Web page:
U.S. raises tariffs on Canadian solar products


U.S. Trade Representative Mary Ng and U.S. Trade Representative Katherine Tai agreed to raise tariffs on Canadian solar products after a trade dispute resolution panel with Ottawa endorsed earlier this year. Said.

Canada claimed that tariffs violated the terms of the United States-Mexico-Canada Agreement (USMCA) and sought support from the Dispute Resolution Commission last year.

In February, Canada said the panel confirmed that tariffs were “unjustified and violating” the trade agreement. The United States also said it won some aspects of the panel’s decision.

Since then, Washington and Ottawa have been in talks to resolve the dispute.

“Today I welcomed the agreement with the United States to eliminate US safeguards tariffs on solar products from Canada,” Ng said in a statement Thursday.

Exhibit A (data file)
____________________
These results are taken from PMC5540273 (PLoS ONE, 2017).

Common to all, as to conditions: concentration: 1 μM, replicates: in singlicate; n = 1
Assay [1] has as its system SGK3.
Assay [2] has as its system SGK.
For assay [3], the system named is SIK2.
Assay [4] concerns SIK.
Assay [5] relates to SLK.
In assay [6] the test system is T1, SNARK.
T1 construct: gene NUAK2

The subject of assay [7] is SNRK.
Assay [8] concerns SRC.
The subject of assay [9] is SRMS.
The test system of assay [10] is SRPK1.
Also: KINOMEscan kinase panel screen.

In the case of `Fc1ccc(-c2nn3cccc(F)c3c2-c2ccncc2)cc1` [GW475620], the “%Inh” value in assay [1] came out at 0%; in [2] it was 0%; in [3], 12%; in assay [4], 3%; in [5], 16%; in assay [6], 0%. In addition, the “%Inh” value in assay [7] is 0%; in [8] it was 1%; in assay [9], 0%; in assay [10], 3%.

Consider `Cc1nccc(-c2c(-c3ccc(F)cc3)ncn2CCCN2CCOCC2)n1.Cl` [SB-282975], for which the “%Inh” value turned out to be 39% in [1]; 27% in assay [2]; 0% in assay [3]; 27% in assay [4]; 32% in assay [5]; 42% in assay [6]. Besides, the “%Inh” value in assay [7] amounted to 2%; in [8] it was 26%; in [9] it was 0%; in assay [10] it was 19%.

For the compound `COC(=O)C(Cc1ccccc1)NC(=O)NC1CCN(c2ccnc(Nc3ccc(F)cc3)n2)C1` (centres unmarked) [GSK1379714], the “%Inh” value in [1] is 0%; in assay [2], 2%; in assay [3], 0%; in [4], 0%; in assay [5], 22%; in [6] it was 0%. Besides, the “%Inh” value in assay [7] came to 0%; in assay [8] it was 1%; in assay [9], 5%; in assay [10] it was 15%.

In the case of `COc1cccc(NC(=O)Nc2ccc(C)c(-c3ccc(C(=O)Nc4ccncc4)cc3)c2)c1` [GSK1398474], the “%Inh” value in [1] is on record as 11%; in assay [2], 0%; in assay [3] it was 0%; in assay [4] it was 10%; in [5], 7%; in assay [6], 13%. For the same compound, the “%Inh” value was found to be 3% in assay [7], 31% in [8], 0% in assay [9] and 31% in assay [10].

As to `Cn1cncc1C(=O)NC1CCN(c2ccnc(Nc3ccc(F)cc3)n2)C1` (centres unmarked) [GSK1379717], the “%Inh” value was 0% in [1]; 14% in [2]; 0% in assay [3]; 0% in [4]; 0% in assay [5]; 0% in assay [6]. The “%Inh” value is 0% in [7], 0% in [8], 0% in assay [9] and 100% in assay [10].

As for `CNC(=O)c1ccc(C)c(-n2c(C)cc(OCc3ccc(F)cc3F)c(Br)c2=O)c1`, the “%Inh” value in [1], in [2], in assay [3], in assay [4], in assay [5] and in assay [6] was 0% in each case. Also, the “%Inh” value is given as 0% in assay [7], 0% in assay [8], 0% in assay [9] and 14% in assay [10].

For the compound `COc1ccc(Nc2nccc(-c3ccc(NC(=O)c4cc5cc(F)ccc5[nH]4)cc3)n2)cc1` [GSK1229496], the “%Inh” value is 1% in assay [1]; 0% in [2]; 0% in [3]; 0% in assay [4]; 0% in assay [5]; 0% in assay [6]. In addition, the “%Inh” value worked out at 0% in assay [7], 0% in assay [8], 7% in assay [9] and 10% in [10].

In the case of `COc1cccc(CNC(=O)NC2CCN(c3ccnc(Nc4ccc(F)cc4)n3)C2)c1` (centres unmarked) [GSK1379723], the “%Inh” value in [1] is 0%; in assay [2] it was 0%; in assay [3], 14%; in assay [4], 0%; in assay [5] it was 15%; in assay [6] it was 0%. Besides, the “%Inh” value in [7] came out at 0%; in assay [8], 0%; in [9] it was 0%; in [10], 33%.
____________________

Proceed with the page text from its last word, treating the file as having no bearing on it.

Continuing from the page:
“The MOU also includes a mechanism to ensure that imports of solar products from Canada do not compromise existing US safeguards regarding imports of solar products,” the Thai office said. Stated in another statement.

Ng said the United States and Canada “share goals and commitments to combat climate change,” and tariff elimination “provides stability and predictability to the renewable energy sector and strengthens North America’s competitiveness.” Said.

Former US President Donald Trump first imposed “Section 201” safeguard tariffs on solar panels and cells imported in January 2018, but did not exempt Canada and Mexico from that obligation. USMCA terms eliminate most tariffs between North American partners.

U.S. President Joe Biden extended tariffs for another four years in February, but with a major concession to installers, he relaxed the terms and excluded the dominant panel technology in large U.S. projects. did.